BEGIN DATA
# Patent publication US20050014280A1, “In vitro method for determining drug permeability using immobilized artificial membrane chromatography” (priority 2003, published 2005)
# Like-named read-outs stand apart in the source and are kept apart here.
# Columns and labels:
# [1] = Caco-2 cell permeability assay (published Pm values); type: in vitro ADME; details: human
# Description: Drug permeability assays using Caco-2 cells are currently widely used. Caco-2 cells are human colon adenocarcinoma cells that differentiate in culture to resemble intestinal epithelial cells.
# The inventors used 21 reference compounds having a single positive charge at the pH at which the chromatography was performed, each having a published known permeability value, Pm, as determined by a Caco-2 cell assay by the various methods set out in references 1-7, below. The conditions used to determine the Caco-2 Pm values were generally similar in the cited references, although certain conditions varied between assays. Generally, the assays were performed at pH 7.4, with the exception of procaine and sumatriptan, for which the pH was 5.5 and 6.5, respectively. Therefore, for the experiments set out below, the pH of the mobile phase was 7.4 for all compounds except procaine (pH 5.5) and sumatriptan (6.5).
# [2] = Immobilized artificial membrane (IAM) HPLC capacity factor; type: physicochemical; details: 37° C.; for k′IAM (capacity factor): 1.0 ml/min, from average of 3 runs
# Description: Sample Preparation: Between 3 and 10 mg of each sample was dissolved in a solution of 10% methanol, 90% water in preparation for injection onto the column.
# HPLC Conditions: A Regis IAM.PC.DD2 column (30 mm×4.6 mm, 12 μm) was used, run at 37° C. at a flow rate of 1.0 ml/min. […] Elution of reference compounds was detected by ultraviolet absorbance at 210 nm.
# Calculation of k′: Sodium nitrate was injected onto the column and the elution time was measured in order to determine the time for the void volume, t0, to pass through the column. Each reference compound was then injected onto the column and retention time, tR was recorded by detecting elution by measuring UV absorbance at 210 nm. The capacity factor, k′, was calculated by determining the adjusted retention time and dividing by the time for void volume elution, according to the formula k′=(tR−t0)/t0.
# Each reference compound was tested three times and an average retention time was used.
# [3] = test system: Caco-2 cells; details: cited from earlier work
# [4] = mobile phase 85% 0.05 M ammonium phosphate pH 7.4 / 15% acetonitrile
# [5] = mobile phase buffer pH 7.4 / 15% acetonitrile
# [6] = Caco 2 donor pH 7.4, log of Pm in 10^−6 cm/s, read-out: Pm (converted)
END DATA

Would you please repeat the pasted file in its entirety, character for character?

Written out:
# Patent publication US20050014280A1, “In vitro method for determining drug permeability using immobilized artificial membrane chromatography” (priority 2003, published 2005)
# Like-named read-outs stand apart in the source and are kept apart here.
# Columns and labels:
# [1] = Caco-2 cell permeability assay (published Pm values); type: in vitro ADME; details: human
# Description: Drug permeability assays using Caco-2 cells are currently widely used. Caco-2 cells are human colon adenocarcinoma cells that differentiate in culture to resemble intestinal epithelial cells.
# The inventors used 21 reference compounds having a single positive charge at the pH at which the chromatography was performed, each having a published known permeability value, Pm, as determined by a Caco-2 cell assay by the various methods set out in references 1-7, below. The conditions used to determine the Caco-2 Pm values were generally similar in the cited references, although certain conditions varied between assays. Generally, the assays were performed at pH 7.4, with the exception of procaine and sumatriptan, for which the pH was 5.5 and 6.5, respectively. Therefore, for the experiments set out below, the pH of the mobile phase was 7.4 for all compounds except procaine (pH 5.5) and sumatriptan (6.5).
# [2] = Immobilized artificial membrane (IAM) HPLC capacity factor; type: physicochemical; details: 37° C.; for k′IAM (capacity factor): 1.0 ml/min, from average of 3 runs
# Description: Sample Preparation: Between 3 and 10 mg of each sample was dissolved in a solution of 10% methanol, 90% water in preparation for injection onto the column.
# HPLC Conditions: A Regis IAM.PC.DD2 column (30 mm×4.6 mm, 12 μm) was used, run at 37° C. at a flow rate of 1.0 ml/min. […] Elution of reference compounds was detected by ultraviolet absorbance at 210 nm.
# Calculation of k′: Sodium nitrate was injected onto the column and the elution time was measured in order to determine the time for the void volume, t0, to pass through the column. Each reference compound was then injected onto the column and retention time, tR was recorded by detecting elution by measuring UV absorbance at 210 nm. The capacity factor, k′, was calculated by determining the adjusted retention time and dividing by the time for void volume elution, according to the formula k′=(tR−t0)/t0.
# Each reference compound was tested three times and an average retention time was used.
# [3] = test system: Caco-2 cells; details: cited from earlier work
# [4] = mobile phase 85% 0.05 M ammonium phosphate pH 7.4 / 15% acetonitrile
# [5] = mobile phase buffer pH 7.4 / 15% acetonitrile
# [6] = Caco 2 donor pH 7.4, log of Pm in 10^−6 cm/s, read-out: Pm (converted)